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Longing for the Evening
The servant eagerly longs for the lengthening shadow, which tells him that his day of labor is at an end, and we may allow ourselves to anticipate the hour of our reward and deliverance.
In plaintive words, which have so often been on the lips of heavy sufferers, Job tells the story of his sorrow and bitterness. The sufferer addresses God directly-almost suggesting at first that God was persecuting him without cause. Let those who have been disposed to think God unmindful and hard in His dealings, ponder these words. Even this saint of patience has trodden that path before them, and he came out right at last. But a softer tone follows; Job realizes that he has sinned, pleads to be forgiven, and asks that the word of forgiving love may not tarry, lest it be too late. The psalmist uses expressions similar to Job 7:17-18 , but with a more wholesome application, Psalms 8:4 ; Psalms 144:3 .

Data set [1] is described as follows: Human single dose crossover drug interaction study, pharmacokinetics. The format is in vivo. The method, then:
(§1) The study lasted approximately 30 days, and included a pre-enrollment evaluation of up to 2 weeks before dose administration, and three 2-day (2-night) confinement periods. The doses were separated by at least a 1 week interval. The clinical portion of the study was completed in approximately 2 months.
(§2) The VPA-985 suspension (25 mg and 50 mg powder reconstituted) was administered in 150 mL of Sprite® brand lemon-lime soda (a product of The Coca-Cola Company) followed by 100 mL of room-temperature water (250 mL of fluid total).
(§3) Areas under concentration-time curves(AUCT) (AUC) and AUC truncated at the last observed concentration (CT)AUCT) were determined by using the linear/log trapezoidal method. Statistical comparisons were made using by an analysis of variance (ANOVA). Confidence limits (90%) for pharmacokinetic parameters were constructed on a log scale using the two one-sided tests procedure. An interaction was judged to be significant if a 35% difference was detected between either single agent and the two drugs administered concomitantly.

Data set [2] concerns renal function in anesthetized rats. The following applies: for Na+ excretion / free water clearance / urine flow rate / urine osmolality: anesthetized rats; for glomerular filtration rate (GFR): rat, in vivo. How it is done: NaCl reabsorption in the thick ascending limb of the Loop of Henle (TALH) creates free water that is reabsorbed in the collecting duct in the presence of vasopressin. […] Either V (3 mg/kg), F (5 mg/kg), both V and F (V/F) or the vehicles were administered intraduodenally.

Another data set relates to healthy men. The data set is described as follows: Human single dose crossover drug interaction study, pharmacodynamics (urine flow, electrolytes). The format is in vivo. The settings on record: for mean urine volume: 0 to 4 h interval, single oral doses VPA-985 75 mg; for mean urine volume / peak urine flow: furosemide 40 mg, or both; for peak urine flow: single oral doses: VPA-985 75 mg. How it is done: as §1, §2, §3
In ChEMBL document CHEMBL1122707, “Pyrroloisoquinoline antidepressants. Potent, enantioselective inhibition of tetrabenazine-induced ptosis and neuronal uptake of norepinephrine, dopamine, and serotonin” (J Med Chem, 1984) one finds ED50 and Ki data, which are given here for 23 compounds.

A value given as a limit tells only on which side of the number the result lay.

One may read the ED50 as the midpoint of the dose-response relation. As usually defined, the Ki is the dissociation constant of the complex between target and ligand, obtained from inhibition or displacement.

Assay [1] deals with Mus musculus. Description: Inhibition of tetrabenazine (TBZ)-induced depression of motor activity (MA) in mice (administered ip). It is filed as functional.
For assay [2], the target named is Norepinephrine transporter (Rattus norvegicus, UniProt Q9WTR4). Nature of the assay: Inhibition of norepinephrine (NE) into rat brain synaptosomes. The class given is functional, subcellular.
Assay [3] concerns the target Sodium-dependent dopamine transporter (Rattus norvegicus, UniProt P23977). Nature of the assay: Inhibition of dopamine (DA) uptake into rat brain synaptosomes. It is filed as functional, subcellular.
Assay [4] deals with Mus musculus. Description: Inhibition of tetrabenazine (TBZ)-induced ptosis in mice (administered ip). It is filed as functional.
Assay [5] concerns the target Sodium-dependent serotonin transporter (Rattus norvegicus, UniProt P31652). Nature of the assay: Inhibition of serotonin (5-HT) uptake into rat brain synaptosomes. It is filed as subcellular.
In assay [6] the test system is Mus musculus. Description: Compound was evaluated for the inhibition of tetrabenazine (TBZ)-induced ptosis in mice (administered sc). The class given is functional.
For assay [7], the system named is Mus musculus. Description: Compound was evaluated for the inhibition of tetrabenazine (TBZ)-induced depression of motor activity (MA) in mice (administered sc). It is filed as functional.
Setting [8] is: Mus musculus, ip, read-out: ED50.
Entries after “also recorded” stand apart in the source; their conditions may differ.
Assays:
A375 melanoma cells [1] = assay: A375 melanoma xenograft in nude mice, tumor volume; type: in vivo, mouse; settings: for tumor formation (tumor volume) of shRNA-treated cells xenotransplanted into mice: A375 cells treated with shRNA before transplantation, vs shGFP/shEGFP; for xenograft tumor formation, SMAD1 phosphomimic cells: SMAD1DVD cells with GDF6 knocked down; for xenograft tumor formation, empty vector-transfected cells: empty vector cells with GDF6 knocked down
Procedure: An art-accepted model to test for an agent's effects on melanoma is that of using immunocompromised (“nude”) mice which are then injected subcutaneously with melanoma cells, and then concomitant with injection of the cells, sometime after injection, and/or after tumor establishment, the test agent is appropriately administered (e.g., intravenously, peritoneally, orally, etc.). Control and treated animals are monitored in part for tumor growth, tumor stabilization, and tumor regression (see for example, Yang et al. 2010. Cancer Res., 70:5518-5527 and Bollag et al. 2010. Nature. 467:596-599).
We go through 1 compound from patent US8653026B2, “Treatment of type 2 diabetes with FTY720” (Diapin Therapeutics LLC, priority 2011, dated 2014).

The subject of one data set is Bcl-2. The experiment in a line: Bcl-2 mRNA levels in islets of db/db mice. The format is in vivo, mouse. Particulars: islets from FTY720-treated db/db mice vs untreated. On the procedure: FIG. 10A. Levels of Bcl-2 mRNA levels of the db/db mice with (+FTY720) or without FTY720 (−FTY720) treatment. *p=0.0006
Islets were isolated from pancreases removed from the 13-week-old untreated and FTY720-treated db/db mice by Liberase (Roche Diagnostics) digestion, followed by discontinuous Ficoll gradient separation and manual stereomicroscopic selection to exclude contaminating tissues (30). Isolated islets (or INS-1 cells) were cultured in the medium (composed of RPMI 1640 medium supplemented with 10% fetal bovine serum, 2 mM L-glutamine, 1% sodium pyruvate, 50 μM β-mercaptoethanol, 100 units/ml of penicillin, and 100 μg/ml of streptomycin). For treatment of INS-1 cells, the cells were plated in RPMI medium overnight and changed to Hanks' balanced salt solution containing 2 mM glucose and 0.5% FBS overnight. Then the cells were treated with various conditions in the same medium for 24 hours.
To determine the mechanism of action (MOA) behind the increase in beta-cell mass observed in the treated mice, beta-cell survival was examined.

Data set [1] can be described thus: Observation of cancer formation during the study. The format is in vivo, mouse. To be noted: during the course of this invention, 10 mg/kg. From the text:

Notice that wonderful name for God- the watcher of men, Job 7:20 , r.v. Not to discover their sins, but to learn their sorrows and needs with the intent of helping them with His saving strength.
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Meyer, Frederick Brotherton. "Commentary on Job 7". "F. B. Meyer's 'Through the Bible' Commentary". https://www.studylight.org/
the Fourth Week after Epiphany